Attorneys who regularly represent divorce clients will sometimes find themselves saying to a client, “Why didn’t you have a prenup?” When representing the side that would not have benefitted from a premarital agreement the comment might be: “You should be thankful you didn’t sign a prenup.” So what are prenuptial agreements and why do people sign them?
A prenuptial agreement is simply an agreement between two people who intend to marry that will become effective once they have married one another. It can set out what will happen if the parties divorce, and may also limit a person’s right to inherit from his or her spouse. For example, a prenuptial agreement may provide that neither party will be required to pay spousal support or alimony to the other upon divorce. It may provide that the assets of the parties will be divided in a certain manner upon divorce. A prenup may also provide that when one dies the surviving spouse waives his or her right to inherit all or a part of the other’s estate.
Couples normally sign prenuptial agreements for one of the following reasons:
1.) At least one of the parties has a child or children from a prior relationship.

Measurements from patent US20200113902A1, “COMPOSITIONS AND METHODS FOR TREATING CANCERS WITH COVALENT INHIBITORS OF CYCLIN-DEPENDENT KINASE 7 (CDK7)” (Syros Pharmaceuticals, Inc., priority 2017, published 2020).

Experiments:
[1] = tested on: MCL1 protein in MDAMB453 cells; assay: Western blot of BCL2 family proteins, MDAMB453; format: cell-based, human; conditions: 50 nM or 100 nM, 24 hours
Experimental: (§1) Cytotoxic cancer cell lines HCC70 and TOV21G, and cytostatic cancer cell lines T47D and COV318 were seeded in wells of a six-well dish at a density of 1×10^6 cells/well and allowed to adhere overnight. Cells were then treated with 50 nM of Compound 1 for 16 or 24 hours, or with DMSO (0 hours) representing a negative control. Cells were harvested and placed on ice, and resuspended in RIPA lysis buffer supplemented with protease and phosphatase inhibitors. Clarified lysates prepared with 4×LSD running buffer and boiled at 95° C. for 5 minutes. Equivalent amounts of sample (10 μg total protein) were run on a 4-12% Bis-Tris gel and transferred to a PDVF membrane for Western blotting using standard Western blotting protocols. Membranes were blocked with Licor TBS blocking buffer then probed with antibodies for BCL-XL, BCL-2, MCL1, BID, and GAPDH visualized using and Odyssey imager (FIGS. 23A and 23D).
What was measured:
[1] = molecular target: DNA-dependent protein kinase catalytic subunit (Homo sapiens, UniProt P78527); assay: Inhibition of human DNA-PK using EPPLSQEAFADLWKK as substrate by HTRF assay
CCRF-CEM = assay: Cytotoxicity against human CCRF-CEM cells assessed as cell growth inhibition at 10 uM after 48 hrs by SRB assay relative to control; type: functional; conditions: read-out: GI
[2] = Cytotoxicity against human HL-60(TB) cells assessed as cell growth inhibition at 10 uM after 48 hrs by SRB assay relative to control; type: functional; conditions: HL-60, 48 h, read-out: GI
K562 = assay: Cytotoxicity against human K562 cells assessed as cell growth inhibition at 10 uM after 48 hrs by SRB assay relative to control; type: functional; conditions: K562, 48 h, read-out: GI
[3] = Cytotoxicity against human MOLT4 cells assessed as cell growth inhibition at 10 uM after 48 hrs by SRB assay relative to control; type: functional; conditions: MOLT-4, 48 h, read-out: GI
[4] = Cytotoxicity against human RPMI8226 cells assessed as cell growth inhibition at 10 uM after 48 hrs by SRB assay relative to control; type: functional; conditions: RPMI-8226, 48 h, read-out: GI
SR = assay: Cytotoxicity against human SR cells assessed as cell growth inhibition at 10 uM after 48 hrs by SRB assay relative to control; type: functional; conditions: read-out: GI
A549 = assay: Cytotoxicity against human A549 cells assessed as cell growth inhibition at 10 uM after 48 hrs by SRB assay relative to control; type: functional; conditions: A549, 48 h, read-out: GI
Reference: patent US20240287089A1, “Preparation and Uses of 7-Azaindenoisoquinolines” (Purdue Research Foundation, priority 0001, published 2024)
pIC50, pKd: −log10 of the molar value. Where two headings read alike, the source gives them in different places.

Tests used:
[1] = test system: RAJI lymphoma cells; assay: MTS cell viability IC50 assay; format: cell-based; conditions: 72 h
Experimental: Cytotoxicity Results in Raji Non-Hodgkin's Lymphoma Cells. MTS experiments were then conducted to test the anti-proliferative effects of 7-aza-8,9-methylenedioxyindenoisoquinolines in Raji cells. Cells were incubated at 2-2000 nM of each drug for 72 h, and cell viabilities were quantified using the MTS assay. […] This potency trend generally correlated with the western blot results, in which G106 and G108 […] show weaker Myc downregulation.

2.) The parties are older and substantial assets were aquired prior to the marriage.
3.) At least one party has an active business and wants to make sure it remains his or her separate property even if the spouse becomes actively involved.
4.) The parties want to make it clear which items of property are marital and subject to being divided upon divorce and which are separate.
5.) One of the parties wants to eliminate or limit the possibility of paying spousal support upon divorce.
Before signing a prenuptial agreement you should engage an attorney skilled in divorce matters to go over the document in detail and advise you as to any modifications that should be made or even possibly to advise you not to sign the agreement. It is also a good idea to take care of this detail of an agreement months before the wedding as opposed to weeks or days.